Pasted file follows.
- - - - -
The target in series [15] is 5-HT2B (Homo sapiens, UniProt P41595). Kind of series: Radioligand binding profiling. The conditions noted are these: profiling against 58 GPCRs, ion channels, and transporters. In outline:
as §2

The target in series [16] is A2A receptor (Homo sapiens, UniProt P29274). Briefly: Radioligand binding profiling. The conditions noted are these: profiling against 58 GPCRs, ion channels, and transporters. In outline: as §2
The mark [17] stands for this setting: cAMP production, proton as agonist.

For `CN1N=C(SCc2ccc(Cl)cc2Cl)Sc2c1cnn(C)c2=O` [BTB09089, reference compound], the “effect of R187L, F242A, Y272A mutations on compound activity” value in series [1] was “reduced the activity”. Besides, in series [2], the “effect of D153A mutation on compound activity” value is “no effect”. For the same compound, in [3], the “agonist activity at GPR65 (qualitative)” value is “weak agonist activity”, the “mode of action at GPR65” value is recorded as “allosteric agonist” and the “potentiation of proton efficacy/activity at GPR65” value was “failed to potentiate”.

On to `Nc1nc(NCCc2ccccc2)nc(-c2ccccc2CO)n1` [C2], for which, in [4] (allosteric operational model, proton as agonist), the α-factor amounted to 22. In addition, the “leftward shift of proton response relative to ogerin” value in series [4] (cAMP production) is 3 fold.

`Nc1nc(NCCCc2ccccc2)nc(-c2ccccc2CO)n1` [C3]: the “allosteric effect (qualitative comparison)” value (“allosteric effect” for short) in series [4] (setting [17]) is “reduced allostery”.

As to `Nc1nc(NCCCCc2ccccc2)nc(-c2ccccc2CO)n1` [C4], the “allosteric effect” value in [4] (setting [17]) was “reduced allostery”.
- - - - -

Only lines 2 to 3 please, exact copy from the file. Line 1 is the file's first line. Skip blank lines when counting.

as §2

The target in series [16] is A2A receptor (Homo sapiens, UniProt P29274). Briefly: Radioligand binding profiling. The conditions noted are these: profiling against 58 GPCRs, ion channels, and transporters. In outline: as §2